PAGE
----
How to succeed by recognizing the Good Life within Yourself

By: Abe Cherian

If fate intended you to be rich, then all you have to do isjust wait for the business of the century, money, spouse,health and wealth to fall into your lap. Most peopleunderstand fate as something static as if there were amessage written in the stars that said, "This is the wayit's going to be and it's not up to me." No wonder apassive life develops from this attitude, lives wherepeople wait for their fate to find them and just happen.

Years go by before they realize that in all this time theyhave not experienced anything and have virtually sleptthrough most of their days in a monotonous routine of work,lunch, dinner, occasional entertainment, television andrest. Each day is the same, boring routine until the daysbecome months and finally they stretch into years. Not tomention, they have probably been struggling for money andpossibly survival, experiencing health and relationshipproblems and such.

It is not surprising that in the end, all this leads to thefinal confirmation that "I am not intended to live the goodlife." Joey McCormick, a philosophy professor at the NCSate University, and author of many philosophical,religious and medical books, sometimes compares life with ajail cell, where institutionalized prisoners no longerremember their previous life of freedom.

Instead, their only goal becomes meager attempts to improvetheir living conditions (if they can) within the prisonwalls. They may paint walls with the vivid colors ofnature, hang posters or magazine pictures to cover the uglywalls that surround them. All the while, they're dreamingabout a better life and envying other prisoners for meagerprivileges above their own. Even worse maybe their cellsare wide open and nobody is forcing them to stay in theprison! They are free to go and experience a new, excitinglife.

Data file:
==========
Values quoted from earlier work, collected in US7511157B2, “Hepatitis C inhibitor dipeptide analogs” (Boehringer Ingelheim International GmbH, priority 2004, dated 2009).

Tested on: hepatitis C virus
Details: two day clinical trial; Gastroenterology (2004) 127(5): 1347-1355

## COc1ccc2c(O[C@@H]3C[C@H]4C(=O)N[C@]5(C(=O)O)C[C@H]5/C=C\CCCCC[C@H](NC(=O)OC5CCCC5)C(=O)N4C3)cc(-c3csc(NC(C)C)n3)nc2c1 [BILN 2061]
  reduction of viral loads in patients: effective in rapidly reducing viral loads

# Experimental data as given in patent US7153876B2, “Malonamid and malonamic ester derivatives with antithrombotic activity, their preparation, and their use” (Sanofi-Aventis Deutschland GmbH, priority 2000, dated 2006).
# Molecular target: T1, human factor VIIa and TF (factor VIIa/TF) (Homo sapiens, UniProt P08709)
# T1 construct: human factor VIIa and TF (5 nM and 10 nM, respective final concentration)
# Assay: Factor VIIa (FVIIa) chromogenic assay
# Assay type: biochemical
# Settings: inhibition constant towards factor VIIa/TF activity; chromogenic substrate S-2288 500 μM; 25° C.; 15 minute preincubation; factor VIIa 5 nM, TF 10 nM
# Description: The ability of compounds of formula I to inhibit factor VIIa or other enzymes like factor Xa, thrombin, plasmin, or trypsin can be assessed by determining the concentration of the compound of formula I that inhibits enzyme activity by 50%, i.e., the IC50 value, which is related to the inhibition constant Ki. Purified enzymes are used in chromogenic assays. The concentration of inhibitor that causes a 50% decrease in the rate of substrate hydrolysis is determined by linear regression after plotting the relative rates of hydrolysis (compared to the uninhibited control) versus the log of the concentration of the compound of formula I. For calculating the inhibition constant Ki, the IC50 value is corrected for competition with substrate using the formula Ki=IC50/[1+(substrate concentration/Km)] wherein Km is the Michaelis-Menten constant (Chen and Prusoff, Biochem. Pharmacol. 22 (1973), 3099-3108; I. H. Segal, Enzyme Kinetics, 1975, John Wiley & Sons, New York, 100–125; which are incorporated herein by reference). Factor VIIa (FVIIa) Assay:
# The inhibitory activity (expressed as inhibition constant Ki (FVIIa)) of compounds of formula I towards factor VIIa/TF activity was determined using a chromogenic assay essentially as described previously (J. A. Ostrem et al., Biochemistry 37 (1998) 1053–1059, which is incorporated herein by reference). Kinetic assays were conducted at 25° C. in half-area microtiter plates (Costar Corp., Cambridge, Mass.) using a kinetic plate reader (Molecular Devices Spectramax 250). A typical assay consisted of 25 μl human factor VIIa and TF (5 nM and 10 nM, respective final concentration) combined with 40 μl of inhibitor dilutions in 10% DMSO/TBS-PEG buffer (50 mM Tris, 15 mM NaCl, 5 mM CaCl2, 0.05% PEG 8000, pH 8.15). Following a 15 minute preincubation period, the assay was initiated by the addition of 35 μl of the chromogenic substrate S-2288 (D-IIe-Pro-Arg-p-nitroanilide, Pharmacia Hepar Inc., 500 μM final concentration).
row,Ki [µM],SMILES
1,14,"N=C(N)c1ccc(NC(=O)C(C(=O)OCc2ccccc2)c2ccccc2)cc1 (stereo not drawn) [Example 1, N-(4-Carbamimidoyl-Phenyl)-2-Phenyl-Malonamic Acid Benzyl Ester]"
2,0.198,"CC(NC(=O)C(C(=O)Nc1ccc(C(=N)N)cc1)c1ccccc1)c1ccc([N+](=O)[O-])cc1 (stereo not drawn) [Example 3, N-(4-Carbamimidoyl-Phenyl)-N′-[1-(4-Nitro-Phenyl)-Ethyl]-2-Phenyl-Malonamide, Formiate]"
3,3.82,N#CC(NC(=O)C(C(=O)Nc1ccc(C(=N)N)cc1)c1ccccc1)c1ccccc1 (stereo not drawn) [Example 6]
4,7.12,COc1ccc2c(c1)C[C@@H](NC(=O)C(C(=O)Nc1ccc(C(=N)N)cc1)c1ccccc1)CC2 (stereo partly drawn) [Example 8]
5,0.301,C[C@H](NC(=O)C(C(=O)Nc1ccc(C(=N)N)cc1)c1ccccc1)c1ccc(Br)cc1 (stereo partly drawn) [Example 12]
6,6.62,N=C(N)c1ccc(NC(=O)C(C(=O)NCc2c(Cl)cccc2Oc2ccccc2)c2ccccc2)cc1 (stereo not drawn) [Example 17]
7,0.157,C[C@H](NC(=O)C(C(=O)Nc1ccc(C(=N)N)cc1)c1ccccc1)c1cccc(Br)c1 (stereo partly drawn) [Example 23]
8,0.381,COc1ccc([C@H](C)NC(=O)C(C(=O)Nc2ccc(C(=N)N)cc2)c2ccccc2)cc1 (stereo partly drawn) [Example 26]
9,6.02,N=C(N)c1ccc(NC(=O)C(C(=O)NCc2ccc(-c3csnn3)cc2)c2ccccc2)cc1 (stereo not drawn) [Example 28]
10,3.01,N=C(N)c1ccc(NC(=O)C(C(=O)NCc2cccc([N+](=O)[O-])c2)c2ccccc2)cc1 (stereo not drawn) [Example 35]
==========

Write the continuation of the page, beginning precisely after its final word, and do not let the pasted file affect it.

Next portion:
They refuse to believe that somewhere a better life awaitsthem. No, they would rather put another poster on the wall,and dream on about a better life than take the chance ofmoving towards it only to wind up disappointed. For aprisoner to survive inside and behind bars, within theprison system, he or she must engage in a wide range ofmind-games. The most important one is to forget your lifeoutside the walls.

Unfortunately, this is also the most dangerous game of all,because its successful execution means you must becomesatisfied with the limited life you now have. If a newprisoner comes in with grand tales of life outside, therules of the game force the prisoner to reject them, notbecause they don't believe them, but because they don'twant to believe them. Believing the stories makes livingthe restricted and limited life inside unbearable.Believing would change their attitude about the limitedlife they are living and they simply "can't afford" forthat to happen. Believing the messenger might elicittalking, thinking and dreaming of escape - but the roadfrom here to freedom is long.

Many people live in a mental prison as strong and confiningas those who are behind bars. They have all the freedom inthe world, but they exercise none of it because they areafraid to believe, like the prisoner, that a better lifecan be theirs. Why? Because it takes courage to change your life, to break the old patterns, change old habits andrebuild your mental infrastructure.

It is easier to stay where you are, blame others and tellyourself: "No, this is too hard. Who am I to think that Ican make it happen? What if I fail? Right now, I havesomething; maybe it isn't what I wanted or even what I like,but it's something.

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